There is much surmising about the history of the Maine Coon, with many theories in circulation. Some suggest that these cats were brought into existence when six Turkish Angora cats reached Maine aboard the ship of Marie Antoinette, who was attempting to flee France during the Revolution. Once on land, these Angora cats went on to breed with local short-haired cats, thus creating the Maine Coon of today. Another theory credits the English seafarer, Captain Charles Coon, who would take his long-haired cats with him when he sailed, and these went on to breed with local cats whenever the ship anchored in New England. It is very probable that the Maine Coon evolved through the mating of cats introduced by early settlers, including Angoras and Domestic Shorthairs. Whatever the truth behind the breed’s development, it has become one of the most desirable and widely recognised cats across the world.
In terms of its name, the term ‘Maine Coon’ was adopted after the state of the breed’s origin, Maine, and after the early belief that the cat was in fact the result of crossing between domestic breeds and raccoons. Despite being genetically impossible, it would explain the cat’s original appearance, with its dark brown tabby coat, its long, feathered tail, and its overall wild look. The Maine Coon we recognise today still boasts its large frame, being one of the largest cat breeds out there, but with characteristics that are more refined. With a solid body that is heavily feathered, muscular legs, a broad chest and wide-spaced ears, the Maine Coon is easily recognisable. The most unique feature of the cat is its profuse tail which is used to better insulate it from the cold, by wrapping the tail around the body. The double coat is thick, becoming longer as it gets further towards the rear of the cat, and has a weatherproof topcoat that protects against wet weather and bleak climates. All coat colouring is permissible.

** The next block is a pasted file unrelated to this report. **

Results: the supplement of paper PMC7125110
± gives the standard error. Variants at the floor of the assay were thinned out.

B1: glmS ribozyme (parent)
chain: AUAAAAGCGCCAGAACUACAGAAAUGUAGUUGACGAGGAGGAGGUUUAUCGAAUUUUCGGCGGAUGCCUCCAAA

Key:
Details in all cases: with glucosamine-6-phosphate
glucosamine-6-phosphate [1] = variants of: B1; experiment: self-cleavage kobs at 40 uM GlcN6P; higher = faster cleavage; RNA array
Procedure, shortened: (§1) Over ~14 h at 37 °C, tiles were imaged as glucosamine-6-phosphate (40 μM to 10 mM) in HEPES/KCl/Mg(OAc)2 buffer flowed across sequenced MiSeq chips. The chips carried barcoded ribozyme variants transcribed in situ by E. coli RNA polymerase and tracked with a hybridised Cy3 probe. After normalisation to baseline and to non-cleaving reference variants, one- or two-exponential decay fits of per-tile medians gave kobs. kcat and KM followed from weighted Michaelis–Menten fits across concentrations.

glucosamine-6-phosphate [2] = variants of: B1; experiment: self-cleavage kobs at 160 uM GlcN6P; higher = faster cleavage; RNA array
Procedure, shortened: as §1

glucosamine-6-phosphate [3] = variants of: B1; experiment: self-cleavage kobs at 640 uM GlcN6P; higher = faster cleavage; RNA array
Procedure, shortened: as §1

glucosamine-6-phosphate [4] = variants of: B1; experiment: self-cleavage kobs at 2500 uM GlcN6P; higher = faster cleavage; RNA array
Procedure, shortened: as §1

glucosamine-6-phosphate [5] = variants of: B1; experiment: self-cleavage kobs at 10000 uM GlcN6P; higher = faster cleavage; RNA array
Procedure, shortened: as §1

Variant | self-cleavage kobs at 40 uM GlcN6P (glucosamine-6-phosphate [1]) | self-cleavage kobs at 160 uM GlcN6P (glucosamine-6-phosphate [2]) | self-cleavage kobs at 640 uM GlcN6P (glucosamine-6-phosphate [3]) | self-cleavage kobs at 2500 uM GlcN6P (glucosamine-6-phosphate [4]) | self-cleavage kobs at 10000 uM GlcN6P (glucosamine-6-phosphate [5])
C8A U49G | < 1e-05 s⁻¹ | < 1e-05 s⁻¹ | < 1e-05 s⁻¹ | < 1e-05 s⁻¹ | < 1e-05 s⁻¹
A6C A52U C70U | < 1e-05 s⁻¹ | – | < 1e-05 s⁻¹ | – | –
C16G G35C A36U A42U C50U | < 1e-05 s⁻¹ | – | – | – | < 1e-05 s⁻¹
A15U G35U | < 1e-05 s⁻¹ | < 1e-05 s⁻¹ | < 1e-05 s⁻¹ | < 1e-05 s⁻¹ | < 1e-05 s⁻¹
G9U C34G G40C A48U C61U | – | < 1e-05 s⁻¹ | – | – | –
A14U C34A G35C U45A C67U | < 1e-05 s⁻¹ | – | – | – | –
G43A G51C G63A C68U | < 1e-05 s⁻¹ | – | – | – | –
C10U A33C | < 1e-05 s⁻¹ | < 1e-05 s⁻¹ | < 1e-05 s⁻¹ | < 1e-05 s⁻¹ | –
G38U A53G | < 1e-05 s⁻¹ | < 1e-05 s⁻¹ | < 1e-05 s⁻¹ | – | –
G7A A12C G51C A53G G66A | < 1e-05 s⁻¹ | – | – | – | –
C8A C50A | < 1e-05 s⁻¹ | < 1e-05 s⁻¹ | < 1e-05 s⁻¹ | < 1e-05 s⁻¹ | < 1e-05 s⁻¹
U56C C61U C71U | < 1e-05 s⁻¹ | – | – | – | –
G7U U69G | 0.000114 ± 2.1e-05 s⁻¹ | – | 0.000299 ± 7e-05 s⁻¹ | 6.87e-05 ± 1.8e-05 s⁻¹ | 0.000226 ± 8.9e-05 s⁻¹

Described as the ‘clown of the cat world,’ the Maine Coon is a wonderfully animated, playful and exuberant cat, full of life and character. When it is not delighting in the little wonders in the home, it is enjoying a frolic and a cuddle with its family, content to sit in a lap or nestle in a warm space. Not only does the Maine Coon possess a relaxed and gentle disposition, it is also highly intelligent and can be trained to a good degree. Compatible with young children and other house pets, the breed is a great breed choice for families or a dedicated sole owner, ready to return its unceasing love and loyalty. On average, a healthy Maine Coon will weigh anything from 10-25 pounds, with a typical life expectancy of 12-15 years.
Although the Maine Coon is a relatively hardy breed, it is susceptible to various hereditary health complaints, ranging from mild cases of hip dysplasia, to more severe incidences of spinal muscular atrophy – a degenerative muscle condition – and hypertrophic cardiomyopathy, a common type of heart disease in cats.
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Maine Coon's are wonderful pets. My Minnie fills the house with her personality. She has long silky fur that needs grooming every day. Some Maine Coons do not need as much grooming as this, but it's good to know that some do get matted fur if you don't groom them.
Minnie loves to go outside. She is an intelligent and she would get bored if she didn't have access to the garden. Minnie loves playing with fishing rod toys. She's enjoyed playing since she was a kitten. She is now 2 1/2 and she hasn't grown out of it.
Minnie likes to be up high. She likes to watch the world go by in the garden from the top of her cat tree. She likes to sleep on top of the wardrobe. Minnie is not keen on other cats. She does not like them to come into her garden and definitely not into the house. She is quite shy with people she doesn't know but is very friendly with me and other people that she knows well.